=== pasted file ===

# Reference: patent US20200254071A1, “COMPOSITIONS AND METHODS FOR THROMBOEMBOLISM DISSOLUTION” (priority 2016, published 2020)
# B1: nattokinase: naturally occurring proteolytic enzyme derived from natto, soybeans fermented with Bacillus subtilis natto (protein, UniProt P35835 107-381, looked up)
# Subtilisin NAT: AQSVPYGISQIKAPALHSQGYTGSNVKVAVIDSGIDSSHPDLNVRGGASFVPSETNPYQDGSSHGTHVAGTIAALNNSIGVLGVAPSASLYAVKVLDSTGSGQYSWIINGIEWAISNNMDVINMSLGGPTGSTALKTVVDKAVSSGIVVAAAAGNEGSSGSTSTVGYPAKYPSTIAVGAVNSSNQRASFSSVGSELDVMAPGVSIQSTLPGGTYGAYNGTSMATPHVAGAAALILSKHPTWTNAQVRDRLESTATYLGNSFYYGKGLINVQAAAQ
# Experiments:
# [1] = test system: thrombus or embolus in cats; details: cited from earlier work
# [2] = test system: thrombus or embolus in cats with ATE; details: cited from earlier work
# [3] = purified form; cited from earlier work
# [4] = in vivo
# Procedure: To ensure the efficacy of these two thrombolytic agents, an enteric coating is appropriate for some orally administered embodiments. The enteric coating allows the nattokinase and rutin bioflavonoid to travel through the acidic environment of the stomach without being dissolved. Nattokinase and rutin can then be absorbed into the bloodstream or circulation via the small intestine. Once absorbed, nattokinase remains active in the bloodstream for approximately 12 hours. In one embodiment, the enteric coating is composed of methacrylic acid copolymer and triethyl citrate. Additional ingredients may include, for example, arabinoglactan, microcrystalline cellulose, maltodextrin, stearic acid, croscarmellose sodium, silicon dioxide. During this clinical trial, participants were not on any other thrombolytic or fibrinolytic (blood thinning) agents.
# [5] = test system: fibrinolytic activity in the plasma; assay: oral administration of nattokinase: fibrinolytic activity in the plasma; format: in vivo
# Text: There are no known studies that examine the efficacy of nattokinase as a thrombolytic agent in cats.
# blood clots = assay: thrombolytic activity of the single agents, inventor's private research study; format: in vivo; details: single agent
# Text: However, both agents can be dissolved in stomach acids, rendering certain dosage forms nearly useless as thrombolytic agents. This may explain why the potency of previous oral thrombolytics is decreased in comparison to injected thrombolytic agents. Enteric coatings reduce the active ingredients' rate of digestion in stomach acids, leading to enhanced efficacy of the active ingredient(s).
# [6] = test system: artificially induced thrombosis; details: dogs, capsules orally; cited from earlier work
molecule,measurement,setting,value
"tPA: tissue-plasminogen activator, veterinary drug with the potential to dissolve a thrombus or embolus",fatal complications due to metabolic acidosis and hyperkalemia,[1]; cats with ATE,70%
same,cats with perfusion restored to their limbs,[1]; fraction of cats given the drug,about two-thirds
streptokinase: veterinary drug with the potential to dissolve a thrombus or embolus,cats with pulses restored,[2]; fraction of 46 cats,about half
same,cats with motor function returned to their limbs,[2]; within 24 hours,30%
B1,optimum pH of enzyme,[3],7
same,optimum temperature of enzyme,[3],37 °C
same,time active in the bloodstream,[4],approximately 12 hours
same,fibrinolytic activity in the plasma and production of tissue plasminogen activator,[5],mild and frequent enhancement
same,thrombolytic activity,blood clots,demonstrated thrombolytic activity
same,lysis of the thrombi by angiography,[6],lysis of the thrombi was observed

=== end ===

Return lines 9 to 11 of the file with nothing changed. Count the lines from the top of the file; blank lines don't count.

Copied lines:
# Procedure: To ensure the efficacy of these two thrombolytic agents, an enteric coating is appropriate for some orally administered embodiments. The enteric coating allows the nattokinase and rutin bioflavonoid to travel through the acidic environment of the stomach without being dissolved. Nattokinase and rutin can then be absorbed into the bloodstream or circulation via the small intestine. Once absorbed, nattokinase remains active in the bloodstream for approximately 12 hours. In one embodiment, the enteric coating is composed of methacrylic acid copolymer and triethyl citrate. Additional ingredients may include, for example, arabinoglactan, microcrystalline cellulose, maltodextrin, stearic acid, croscarmellose sodium, silicon dioxide. During this clinical trial, participants were not on any other thrombolytic or fibrinolytic (blood thinning) agents.
# [5] = test system: fibrinolytic activity in the plasma; assay: oral administration of nattokinase: fibrinolytic activity in the plasma; format: in vivo
# Text: There are no known studies that examine the efficacy of nattokinase as a thrombolytic agent in cats.